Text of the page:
The RSC’s Much Ado About Nothing recently welcomed twenty-two debut actors,creatives and musicians to the stage, of a total team of forty. Director Roy Alexander Weise, Costume designer Melissa Simon- Hartman and Lighting Designer Azusa Ono, take the well-known romantic comedy with its themes of love sought, rejected and found and refashion it in a sumptuous Afro futuristic setting.The opulence of the costumes and the abundance of gold, signal that we are in a Royal Court.
This romantic comedy is about deception, love and misunderstandings. Will Benedick, a war hero, succumb to the trickery to fall in love with Beatrice? Amidst the playfulness is the tragedy of deception. The funeral scene for Hero who was thought to be dead, was particularly moving. The clever use of mobile human lanterns and the achingly tragic funeral dirge, extended the emotional range of this production, giving it remarkable depth.
The acting is compelling, from Beatrice’s playful petulance to the bombastic bumbling of Constable Dogberry.
The success of the production is based on boldre-imagining at every level; the setting in an Afro-futuristic Royal Court, the fusion of African traditional costumes and geometric styles and shapes, the imaginative set and lighting design and the compelling performance of live Afro pop inspired music.All the theatrical elements combined to make this Shakespearean real and relevant to an audience in 2022.
This commitment to making Shakespeare accessible explains the latitude some actors were given to deliver certain comic lines in Nigerian accents.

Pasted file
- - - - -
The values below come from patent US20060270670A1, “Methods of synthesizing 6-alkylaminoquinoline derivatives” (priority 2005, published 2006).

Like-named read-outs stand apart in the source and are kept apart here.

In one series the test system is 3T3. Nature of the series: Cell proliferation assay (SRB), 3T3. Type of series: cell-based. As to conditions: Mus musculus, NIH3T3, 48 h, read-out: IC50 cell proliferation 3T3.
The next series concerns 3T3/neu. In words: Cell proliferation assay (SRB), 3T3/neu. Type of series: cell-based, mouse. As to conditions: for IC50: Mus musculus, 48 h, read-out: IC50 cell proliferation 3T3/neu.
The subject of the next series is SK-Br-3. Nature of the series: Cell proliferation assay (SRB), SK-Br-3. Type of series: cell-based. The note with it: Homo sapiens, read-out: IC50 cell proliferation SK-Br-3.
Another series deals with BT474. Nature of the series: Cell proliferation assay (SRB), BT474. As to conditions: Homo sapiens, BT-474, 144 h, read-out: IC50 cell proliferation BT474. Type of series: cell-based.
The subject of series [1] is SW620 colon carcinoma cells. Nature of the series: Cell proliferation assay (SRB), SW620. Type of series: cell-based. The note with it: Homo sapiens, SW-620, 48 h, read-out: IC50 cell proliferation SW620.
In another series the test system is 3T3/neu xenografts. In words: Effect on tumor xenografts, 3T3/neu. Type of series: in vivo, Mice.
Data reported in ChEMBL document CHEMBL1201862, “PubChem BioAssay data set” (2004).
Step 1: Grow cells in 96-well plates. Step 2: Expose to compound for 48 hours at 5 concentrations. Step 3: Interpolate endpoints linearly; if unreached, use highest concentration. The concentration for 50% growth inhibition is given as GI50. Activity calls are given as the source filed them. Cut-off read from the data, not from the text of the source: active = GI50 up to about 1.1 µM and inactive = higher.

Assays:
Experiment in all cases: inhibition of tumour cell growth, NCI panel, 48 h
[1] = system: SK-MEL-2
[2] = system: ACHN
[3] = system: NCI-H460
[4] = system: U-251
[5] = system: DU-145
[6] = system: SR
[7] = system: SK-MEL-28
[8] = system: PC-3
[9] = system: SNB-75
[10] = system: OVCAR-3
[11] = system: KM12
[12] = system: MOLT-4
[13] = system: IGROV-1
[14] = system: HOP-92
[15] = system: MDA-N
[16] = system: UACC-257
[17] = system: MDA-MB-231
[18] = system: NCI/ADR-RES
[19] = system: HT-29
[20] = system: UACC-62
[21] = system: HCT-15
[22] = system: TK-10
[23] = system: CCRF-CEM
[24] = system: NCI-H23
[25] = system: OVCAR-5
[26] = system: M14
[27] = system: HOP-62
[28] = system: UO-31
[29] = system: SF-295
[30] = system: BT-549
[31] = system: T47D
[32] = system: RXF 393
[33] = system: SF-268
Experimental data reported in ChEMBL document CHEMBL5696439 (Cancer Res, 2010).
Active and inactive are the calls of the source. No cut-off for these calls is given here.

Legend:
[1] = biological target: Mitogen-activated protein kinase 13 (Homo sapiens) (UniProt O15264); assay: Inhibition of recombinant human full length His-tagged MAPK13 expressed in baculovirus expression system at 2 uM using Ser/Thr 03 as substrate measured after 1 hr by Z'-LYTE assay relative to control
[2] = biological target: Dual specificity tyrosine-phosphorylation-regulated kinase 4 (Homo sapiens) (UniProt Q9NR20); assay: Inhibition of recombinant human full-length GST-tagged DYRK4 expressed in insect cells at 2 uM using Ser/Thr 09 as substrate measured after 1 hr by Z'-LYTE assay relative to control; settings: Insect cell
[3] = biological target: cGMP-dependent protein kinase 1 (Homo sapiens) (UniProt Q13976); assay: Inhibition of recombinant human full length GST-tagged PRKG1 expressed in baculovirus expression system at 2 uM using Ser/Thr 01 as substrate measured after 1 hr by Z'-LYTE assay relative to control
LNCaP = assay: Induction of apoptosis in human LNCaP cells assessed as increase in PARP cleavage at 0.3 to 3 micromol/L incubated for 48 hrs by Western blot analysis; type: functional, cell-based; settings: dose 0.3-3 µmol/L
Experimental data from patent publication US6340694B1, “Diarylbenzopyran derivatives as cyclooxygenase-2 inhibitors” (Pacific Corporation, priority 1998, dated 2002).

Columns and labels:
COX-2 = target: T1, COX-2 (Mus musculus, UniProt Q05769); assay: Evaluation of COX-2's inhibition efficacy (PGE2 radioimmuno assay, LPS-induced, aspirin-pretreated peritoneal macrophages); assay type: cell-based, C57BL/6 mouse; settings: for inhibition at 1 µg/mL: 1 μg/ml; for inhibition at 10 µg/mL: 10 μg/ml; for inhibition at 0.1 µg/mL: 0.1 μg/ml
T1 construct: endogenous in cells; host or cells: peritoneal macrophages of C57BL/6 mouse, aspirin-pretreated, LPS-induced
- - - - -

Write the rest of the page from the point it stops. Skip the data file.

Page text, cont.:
In response, one Shakespearean scholar, CerenSengerer, described the play as‘energising with its music and spirit. The costumes and make up were exceptionally imaginative. One can feel the breeze from the Caribbean under a palm tree, with soft and subtle light. It is a delight to watch’.
While the pacing of the play lagged somewhat after the interval, overall, it was a triumph. The swift succession of characters in and out of the Royal Court sometimes create confusion, but this appears to be deliberate and underscores one of the main themes of the play of deception. The audience enjoyed the subterfuge, winks and knowing nods even when the relationship between the characters was not always clear.
Much Ado about Nothing treated the audience to collaborative, creative brilliance.The glorious and detailed costumes, imaginative setting and light design, original music, movement and acting all combined to tell this complicated, unpredictable yet engaging story. The versatility of the cast members, who sing and dance with ease, mark this production as original, magical and magnificent. Encore!
The show ended 12 March more about the RSC click here.
Monica Brown is a Communications Coach & Media Specialist